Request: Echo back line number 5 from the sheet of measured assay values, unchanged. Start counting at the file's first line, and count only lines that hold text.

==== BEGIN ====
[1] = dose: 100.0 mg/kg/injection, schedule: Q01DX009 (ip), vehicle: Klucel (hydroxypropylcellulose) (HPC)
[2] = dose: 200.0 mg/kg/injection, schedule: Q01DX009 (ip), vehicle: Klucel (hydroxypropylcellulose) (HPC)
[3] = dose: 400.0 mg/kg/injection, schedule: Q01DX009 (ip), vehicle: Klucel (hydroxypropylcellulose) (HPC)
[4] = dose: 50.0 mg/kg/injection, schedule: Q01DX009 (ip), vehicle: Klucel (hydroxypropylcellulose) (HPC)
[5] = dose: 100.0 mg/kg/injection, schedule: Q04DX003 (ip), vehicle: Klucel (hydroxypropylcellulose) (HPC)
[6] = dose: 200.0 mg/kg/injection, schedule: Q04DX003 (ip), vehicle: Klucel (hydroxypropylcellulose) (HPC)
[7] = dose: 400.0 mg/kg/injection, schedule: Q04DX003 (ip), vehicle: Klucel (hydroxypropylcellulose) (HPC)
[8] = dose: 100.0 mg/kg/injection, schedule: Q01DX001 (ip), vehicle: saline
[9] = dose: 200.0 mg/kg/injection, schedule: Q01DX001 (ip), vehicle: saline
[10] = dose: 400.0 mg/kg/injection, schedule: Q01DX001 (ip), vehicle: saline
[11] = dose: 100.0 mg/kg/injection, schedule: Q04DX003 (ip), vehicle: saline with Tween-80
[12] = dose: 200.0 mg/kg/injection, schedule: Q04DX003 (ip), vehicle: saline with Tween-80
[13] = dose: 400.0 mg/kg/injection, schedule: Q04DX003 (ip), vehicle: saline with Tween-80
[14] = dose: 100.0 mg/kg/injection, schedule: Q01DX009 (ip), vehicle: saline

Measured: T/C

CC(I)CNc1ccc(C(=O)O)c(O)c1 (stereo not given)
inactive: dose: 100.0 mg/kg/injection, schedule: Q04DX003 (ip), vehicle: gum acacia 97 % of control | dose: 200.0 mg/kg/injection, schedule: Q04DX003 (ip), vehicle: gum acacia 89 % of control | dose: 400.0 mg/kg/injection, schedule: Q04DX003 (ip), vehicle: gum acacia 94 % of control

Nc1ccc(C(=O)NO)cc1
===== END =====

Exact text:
[5] = dose: 100.0 mg/kg/injection, schedule: Q04DX003 (ip), vehicle: Klucel (hydroxypropylcellulose) (HPC)